The City of Seattle and King Conservation District are continuing their longstanding collaboration to invest in natural resource improvements that are led by or in deep partnership with Black, Indigenous, and People of Color (BIPOC) communities.
COVID-19 has disproportionately impacted these communities, but has not changed the need for improved natural resources or access to healthy food and green space. Instead, it has amplified that need.
Nearly 30 proposals totaling over $1.8M were received. Proposed projects represented a range of activities and ideas including, community education and empowerment, green career pathways, youth leadership, arts, food sovereignty, food access, soil remediation, urban forest restoration, and many more.
This year, the King Conservation District and City of Seattle are thrilled to announce awards to the following community organizations:
African Community Housing & Development: Farmers Market for the Delridge African Diaspora Immigrant & Refugee Community
ACHD seeks funding for a new farmers market in the Delridge neighborhood, designated by the City of Seattle as a “Low Economic Opportunity/High Displacement Area.” The market will prioritize BIPOC vendors, and feature culturally-significant foods for the African community. They will leverage grant funding from other sources to purchase food at full price from farmers to provide free healthy food to food-insecure families.
Black Star Farmers: Walker Street Aquaponics Gardening Lab Project
Black Star Farmers in partnership with Black Farmers Collective will revitalize the Walker St. Aquaponics Gardening Lab by incorporating stormwater management and infrastructure, sustainable environmental design elements and renewable energy technologies in an effort to develop a renewable food system for the local First Hill, Rainier Valley and south Beacon Hill community. This project will include funding for a community member to serve as onsite management of the aquaponics and greenhouse system.
Hip Hop is Green: Cherry Street Farm, Lab & Culinary Anthropology Project
Cherry Street Farm, Lab & Culinary Project is a food security, food justice, health equity oriented, urban farm/teaching lab with greenhouse, onsite kitchen and community gathering space. Through a STEM lens, paid BIPOC youth interns learn to be environmental stewards while building community through a hands-on, immersive experience in building a garden, taking Culinary Anthropology cooking classes, communing with nature, and growing and sharing food with people in need via food box distribution.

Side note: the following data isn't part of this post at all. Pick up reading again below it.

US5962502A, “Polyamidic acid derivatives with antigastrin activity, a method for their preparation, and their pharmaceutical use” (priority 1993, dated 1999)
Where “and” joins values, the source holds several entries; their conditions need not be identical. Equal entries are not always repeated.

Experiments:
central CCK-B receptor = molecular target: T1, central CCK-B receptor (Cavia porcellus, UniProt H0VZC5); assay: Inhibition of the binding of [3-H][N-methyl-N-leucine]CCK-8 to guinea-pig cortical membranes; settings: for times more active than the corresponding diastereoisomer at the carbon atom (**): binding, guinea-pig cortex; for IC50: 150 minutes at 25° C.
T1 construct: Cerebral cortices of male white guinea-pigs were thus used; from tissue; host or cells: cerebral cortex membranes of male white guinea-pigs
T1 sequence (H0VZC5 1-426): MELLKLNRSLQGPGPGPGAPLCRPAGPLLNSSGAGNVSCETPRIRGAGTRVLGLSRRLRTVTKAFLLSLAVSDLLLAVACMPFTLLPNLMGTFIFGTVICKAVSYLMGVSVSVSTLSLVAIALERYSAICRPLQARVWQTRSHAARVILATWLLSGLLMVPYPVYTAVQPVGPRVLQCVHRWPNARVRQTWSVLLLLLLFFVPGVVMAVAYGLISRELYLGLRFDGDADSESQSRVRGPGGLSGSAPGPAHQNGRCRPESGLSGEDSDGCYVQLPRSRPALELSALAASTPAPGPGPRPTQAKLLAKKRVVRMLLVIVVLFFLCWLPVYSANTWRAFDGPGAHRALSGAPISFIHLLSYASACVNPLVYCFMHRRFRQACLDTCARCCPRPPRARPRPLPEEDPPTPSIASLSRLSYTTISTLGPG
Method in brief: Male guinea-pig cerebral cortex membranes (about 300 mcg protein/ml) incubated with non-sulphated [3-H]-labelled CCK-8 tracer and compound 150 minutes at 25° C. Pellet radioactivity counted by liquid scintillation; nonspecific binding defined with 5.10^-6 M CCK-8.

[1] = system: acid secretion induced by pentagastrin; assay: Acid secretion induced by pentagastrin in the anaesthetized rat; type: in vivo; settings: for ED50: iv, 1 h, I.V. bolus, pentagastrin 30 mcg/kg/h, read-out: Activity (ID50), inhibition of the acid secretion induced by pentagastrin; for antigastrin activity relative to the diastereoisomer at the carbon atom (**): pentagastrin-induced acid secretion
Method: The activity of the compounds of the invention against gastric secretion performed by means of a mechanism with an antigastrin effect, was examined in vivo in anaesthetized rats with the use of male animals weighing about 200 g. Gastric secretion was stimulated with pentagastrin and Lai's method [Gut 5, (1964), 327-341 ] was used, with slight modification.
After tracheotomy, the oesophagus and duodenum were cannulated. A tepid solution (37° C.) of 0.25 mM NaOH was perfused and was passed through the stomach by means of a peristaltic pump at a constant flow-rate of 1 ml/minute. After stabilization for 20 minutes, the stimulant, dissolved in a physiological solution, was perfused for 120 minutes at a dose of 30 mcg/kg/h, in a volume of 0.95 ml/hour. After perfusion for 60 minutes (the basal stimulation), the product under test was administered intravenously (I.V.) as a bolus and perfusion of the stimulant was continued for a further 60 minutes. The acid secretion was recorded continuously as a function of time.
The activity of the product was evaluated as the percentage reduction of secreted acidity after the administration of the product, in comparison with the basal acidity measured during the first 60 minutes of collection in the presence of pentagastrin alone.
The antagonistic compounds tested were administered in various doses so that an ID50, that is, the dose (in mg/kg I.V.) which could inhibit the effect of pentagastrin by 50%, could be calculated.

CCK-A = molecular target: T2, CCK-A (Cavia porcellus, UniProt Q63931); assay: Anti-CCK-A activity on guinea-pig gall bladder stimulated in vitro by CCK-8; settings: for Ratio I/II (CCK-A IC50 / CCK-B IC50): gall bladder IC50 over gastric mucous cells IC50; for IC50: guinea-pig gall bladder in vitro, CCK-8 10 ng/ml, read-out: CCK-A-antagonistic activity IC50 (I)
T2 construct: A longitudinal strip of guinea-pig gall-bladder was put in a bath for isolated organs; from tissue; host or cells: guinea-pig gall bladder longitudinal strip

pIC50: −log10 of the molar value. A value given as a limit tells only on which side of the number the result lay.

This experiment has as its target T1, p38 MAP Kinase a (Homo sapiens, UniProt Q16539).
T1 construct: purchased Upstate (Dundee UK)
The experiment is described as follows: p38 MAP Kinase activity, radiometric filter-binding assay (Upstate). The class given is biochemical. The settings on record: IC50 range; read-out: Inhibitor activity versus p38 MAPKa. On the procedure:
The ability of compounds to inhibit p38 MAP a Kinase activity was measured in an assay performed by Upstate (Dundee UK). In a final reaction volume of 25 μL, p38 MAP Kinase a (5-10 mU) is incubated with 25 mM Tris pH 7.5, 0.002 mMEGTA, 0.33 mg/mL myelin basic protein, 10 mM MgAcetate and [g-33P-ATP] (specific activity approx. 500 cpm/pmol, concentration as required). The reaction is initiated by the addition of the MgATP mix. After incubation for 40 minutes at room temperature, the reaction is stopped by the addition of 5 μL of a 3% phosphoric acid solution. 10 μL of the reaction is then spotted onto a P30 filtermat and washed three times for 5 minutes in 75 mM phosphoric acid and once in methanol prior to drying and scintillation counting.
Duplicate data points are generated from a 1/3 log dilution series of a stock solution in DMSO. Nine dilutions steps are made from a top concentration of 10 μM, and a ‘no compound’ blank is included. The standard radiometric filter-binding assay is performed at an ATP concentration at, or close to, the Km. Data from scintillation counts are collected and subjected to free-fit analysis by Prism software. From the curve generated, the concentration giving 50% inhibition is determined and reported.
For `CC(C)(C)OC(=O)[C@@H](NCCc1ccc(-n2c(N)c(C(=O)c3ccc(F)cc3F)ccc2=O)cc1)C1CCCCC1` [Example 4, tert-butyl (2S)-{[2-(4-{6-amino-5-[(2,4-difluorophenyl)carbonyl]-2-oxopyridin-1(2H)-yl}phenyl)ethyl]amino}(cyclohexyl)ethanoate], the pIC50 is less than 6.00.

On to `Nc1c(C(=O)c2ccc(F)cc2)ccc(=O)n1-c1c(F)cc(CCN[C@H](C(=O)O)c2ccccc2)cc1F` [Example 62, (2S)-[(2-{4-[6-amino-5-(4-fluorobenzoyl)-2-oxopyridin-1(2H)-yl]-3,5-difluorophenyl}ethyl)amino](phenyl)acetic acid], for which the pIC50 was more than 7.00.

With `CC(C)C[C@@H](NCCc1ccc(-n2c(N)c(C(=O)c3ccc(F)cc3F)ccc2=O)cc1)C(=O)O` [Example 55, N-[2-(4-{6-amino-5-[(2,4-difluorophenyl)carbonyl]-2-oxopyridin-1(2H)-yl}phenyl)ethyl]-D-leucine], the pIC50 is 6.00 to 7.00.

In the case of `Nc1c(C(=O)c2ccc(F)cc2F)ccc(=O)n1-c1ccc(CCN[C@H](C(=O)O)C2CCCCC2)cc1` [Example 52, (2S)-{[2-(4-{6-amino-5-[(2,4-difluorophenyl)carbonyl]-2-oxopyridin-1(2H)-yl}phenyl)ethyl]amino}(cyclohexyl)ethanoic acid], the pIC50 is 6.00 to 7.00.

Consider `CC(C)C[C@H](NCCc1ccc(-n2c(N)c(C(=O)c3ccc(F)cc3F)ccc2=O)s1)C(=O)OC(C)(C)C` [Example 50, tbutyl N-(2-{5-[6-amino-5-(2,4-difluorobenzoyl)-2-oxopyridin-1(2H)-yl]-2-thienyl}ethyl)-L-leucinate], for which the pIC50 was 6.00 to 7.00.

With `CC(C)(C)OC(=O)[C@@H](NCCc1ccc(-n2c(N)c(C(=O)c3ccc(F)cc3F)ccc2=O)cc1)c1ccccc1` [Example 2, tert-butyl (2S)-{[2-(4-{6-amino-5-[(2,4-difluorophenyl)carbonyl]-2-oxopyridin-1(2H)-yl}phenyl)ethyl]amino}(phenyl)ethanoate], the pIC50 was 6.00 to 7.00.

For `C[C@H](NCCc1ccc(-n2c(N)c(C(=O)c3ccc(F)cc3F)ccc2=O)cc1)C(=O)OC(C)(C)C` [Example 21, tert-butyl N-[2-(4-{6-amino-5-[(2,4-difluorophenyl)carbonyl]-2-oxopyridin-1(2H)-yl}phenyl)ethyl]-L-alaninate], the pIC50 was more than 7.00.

iUrban Teen: Resilience, Innovation and Sustainability in a Changing World Project
Students will learn about soil sampling and soil remediation at YES Farm (continuation of last year’s KCD grant) at Yesler Terrace (three cohorts – 24 students). Students will learn about Climate Change and GIS Mapping and use AI as tools to research solutions (two cohorts – 24 students). They will partner with GirlTrek and Outdoor Afro to create four educational nature hikes for teens focusing on watersheds and creek restoration (four hikes with 12 students each hike).
Na’ah Illahee Fund: Daybreak Star Restoration for Sovereign Futures Project
Na’ah Illahee Fund (NIF) will partner with United Indians of All Tribes Foundation, Seattle Parks and Recreation, and community members to restore surrounding land, waters, and gathering areas of Daybreak Star in Discovery Park. Through revitalizing land, plant life, preserving sacred foods and medicines, and addressing park maintenance for increased accessibility, they will create a space for cultural preservation, learning, and activities for our communities.
Villa Comunitaria: Salsa De La Vida Project
This food access and food security project in the South Park neighborhood is organized and implemented by resident farmers called Promotoras. Funding will support farm infrastructure, soil remediation, farming, CSA distribution, traditional medicine kit distribution and cooperative development costs of the Salsa De La Vida Project located at Marra Farm.
This year’s grant process was delayed in order to hear from previous grantees about how the pandemic was impacting their projects. Based on this feedback and guidance from the philanthropic community, we shortened the application process, offered more opportunities for one-on-one support, and provided applicants the opportunity to give an oral presentation in addition to the written application. We also connected organizations to each other and gave them an opportunity to share lessons learned.